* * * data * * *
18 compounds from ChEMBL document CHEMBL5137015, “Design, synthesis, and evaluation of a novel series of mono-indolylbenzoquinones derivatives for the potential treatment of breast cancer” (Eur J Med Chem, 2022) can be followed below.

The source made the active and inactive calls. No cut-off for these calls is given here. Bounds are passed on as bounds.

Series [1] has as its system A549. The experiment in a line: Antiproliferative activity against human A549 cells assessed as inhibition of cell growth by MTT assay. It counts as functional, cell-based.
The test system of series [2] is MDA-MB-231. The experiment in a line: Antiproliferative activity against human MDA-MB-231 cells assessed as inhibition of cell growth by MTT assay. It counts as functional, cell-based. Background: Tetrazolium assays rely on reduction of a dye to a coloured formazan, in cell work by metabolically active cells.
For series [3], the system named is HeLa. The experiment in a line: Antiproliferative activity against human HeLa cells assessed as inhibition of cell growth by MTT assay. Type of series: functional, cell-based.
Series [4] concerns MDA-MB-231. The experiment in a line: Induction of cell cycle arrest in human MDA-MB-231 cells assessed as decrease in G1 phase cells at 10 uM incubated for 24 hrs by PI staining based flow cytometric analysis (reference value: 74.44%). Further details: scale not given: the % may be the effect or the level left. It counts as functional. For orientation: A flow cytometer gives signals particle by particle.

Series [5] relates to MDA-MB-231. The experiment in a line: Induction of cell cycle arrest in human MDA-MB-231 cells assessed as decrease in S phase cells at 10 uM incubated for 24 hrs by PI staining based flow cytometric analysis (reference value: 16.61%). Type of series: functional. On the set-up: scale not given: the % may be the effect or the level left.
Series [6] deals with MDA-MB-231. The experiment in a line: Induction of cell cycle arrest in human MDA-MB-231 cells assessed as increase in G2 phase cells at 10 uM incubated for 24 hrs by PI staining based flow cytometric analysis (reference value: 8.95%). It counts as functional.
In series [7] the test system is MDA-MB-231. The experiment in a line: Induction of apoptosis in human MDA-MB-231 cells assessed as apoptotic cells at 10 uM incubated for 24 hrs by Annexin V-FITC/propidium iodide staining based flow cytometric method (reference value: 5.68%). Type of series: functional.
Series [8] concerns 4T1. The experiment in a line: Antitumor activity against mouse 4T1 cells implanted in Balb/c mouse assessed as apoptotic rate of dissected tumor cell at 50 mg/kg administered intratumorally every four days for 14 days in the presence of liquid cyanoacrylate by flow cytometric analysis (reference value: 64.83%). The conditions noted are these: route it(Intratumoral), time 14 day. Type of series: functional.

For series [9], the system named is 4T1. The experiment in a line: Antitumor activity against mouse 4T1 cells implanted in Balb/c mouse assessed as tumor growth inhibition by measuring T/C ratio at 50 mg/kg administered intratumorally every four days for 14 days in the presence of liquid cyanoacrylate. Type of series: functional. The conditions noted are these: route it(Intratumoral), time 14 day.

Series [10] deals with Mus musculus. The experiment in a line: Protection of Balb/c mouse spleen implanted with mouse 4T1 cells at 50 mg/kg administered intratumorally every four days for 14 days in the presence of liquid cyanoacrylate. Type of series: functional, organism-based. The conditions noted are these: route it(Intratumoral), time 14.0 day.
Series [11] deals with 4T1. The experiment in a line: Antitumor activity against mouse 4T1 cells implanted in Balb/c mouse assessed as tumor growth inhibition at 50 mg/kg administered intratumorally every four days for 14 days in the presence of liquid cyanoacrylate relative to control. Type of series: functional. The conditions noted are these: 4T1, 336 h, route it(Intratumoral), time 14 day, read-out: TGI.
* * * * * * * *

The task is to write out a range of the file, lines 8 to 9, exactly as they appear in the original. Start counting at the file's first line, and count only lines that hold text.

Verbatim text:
Series [6] deals with MDA-MB-231. The experiment in a line: Induction of cell cycle arrest in human MDA-MB-231 cells assessed as increase in G2 phase cells at 10 uM incubated for 24 hrs by PI staining based flow cytometric analysis (reference value: 8.95%). It counts as functional.
In series [7] the test system is MDA-MB-231. The experiment in a line: Induction of apoptosis in human MDA-MB-231 cells assessed as apoptotic cells at 10 uM incubated for 24 hrs by Annexin V-FITC/propidium iodide staining based flow cytometric method (reference value: 5.68%). Type of series: functional.